Dividend-paying stocks : Arguably the most volatile cash-flow-producing investment available to the average retail investor. The income from dividend-paying stocks can be less consistent than other cash-flow-generating assets. Also, your investment value can fluctuate depending on market events and the company’s performance. One strategy for mitigating some of the volatility is to invest in a fund focusing on long-term growth in a large number of dividend-paying stocks.


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Bonds or bond funds : Bonds, essentially the debt of companies or governments, can provide relatively low returns, but are generally viewed as safe investments depending on their rating. Again, a way to protect your bond investment and still see regular cash flow is to invest in a bond fund that provides diversification across the bond market.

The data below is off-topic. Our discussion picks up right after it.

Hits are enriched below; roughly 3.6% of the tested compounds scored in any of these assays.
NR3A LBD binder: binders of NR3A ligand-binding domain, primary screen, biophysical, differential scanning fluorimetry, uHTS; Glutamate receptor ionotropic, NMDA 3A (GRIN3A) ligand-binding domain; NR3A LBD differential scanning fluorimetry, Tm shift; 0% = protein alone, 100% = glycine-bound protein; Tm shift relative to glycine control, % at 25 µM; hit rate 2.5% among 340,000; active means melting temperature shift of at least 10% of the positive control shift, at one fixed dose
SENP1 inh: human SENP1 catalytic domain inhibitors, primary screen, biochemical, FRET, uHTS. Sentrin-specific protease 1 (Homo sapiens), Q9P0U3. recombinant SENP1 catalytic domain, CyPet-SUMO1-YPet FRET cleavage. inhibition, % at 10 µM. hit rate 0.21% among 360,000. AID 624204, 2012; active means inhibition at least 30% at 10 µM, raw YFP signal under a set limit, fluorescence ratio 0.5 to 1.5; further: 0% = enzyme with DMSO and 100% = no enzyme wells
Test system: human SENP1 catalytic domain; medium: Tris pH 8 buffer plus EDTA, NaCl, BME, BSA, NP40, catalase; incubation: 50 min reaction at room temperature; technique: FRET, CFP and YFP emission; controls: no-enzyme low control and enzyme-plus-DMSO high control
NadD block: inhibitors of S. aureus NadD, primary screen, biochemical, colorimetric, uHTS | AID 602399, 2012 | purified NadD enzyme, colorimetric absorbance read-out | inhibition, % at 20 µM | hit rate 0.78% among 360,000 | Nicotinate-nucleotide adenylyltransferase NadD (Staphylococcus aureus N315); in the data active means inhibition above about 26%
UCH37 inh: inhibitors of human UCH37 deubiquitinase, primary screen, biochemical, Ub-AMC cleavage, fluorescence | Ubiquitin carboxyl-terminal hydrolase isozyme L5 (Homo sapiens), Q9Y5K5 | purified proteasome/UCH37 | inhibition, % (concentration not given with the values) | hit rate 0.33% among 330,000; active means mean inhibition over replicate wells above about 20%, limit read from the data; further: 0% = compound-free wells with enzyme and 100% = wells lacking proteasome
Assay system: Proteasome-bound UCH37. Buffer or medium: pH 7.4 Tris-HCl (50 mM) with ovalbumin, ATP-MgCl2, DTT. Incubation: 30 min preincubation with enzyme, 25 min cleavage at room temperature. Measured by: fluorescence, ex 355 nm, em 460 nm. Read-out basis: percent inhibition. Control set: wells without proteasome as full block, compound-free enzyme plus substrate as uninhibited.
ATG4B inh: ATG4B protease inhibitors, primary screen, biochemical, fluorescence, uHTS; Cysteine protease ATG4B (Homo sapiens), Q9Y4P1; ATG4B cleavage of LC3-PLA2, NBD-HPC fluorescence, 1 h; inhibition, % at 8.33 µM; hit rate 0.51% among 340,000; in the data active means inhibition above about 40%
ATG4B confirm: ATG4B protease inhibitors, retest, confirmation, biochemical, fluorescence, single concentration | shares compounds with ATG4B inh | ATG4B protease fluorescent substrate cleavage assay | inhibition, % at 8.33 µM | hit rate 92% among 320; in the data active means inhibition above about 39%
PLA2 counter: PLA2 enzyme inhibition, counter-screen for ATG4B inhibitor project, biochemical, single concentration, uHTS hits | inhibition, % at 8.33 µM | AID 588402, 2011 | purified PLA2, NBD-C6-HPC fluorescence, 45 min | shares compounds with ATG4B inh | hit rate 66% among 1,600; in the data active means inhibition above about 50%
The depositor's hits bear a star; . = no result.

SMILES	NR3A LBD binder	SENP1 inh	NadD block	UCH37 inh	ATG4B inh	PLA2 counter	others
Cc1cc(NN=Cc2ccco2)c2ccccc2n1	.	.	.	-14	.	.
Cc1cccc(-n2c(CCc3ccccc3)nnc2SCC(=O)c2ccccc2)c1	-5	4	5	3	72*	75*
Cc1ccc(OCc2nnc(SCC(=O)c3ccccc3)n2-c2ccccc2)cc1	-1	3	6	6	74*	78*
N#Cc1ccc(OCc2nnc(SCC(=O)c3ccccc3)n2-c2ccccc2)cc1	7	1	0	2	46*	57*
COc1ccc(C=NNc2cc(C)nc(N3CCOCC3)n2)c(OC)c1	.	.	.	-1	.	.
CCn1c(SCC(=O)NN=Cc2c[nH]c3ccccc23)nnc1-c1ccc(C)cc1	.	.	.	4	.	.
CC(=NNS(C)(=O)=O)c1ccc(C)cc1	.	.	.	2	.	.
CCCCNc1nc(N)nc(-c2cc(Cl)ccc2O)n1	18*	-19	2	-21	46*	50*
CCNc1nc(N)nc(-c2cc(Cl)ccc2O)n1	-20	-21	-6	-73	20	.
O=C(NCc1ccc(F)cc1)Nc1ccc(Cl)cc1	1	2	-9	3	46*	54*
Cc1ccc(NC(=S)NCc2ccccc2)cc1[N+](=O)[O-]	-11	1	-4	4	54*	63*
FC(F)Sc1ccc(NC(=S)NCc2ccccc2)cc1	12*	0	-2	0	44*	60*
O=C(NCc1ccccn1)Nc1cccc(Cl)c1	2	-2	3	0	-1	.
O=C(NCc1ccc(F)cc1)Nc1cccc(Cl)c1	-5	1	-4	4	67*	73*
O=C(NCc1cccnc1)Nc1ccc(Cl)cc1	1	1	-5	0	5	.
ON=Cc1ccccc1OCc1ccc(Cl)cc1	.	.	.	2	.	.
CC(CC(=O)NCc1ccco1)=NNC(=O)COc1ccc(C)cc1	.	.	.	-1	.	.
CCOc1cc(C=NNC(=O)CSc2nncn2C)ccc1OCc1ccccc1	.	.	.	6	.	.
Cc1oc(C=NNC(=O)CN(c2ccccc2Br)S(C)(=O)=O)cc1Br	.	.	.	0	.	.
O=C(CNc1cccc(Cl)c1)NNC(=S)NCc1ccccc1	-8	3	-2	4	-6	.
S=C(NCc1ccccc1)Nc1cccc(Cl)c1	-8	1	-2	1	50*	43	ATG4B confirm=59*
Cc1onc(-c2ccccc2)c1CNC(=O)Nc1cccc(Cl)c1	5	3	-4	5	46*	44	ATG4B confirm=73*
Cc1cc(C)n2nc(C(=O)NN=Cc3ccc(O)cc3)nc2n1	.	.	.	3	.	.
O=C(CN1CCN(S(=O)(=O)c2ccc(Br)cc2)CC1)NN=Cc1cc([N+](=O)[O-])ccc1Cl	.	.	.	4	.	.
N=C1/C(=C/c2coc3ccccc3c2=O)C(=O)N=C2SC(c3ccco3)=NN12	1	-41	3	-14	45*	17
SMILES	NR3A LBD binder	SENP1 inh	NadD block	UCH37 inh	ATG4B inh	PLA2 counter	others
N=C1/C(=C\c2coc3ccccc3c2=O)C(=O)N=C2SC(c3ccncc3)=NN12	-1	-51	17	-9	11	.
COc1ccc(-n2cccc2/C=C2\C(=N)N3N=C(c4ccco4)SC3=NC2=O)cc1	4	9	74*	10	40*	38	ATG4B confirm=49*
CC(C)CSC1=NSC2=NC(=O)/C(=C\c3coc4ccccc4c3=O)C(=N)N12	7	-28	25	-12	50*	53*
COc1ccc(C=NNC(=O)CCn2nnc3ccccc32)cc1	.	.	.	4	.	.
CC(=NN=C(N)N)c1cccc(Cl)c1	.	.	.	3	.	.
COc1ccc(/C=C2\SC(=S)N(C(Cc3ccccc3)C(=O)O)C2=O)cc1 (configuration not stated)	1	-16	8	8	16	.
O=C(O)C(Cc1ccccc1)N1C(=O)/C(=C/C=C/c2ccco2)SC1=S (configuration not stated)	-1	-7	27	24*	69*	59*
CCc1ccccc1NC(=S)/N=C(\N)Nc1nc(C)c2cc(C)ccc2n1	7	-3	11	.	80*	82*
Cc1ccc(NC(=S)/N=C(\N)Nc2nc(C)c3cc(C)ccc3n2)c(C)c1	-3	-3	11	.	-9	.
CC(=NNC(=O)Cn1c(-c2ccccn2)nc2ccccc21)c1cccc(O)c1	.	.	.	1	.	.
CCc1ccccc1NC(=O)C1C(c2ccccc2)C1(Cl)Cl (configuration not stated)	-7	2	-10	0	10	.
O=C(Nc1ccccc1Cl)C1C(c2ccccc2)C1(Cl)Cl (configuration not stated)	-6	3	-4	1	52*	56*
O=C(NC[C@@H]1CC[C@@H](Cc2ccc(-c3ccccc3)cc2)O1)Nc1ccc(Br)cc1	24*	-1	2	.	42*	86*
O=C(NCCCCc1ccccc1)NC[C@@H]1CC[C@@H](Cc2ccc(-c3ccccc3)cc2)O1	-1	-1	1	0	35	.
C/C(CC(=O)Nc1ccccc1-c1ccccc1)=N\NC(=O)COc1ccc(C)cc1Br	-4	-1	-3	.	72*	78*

As a whole, cash-flow investing helps protect investors in volatile markets while also taking advantage of temporary market troughs. This is one strategy I would recommend to all investors regardless of portfolio size. If there’s one thing I’ve learned over the past number of years, there’s never a wrong time to start.

James McCarthy, CIM, is a senior wealth associate/client relationship manager at Nicola Wealth. This article should not be considered as investment advice or a recommendation of any particular security, strategy or investment product. All investments contain risk and may gain or lose value. Nicola Wealth is registered as a portfolio manager, exempt market dealer and investment fund manager with the required provincial securities commissions.